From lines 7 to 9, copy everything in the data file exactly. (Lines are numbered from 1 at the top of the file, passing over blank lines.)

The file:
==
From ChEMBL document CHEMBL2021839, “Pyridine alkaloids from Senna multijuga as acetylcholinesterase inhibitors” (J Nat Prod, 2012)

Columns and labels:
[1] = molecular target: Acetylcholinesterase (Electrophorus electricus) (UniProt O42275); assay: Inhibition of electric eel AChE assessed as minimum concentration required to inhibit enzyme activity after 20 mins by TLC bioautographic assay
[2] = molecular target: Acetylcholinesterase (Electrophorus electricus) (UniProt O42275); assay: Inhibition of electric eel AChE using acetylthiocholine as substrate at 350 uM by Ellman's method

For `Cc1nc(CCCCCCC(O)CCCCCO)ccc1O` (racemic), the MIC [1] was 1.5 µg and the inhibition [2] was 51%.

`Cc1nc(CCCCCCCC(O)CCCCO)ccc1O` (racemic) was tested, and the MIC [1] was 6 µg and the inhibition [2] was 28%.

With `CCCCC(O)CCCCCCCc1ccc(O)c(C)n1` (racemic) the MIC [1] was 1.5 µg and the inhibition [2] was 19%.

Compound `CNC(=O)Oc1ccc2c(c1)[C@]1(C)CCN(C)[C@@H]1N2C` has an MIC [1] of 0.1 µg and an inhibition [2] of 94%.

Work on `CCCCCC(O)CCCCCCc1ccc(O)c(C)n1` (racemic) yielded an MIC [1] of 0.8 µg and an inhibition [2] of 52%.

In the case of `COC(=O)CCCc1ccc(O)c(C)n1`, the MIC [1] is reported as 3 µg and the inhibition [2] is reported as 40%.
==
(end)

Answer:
With `CCCCC(O)CCCCCCCc1ccc(O)c(C)n1` (racemic) the MIC [1] was 1.5 µg and the inhibition [2] was 19%.

Compound `CNC(=O)Oc1ccc2c(c1)[C@]1(C)CCN(C)[C@@H]1N2C` has an MIC [1] of 0.1 µg and an inhibition [2] of 94%.

Work on `CCCCCC(O)CCCCCCc1ccc(O)c(C)n1` (racemic) yielded an MIC [1] of 0.8 µg and an inhibition [2] of 52%.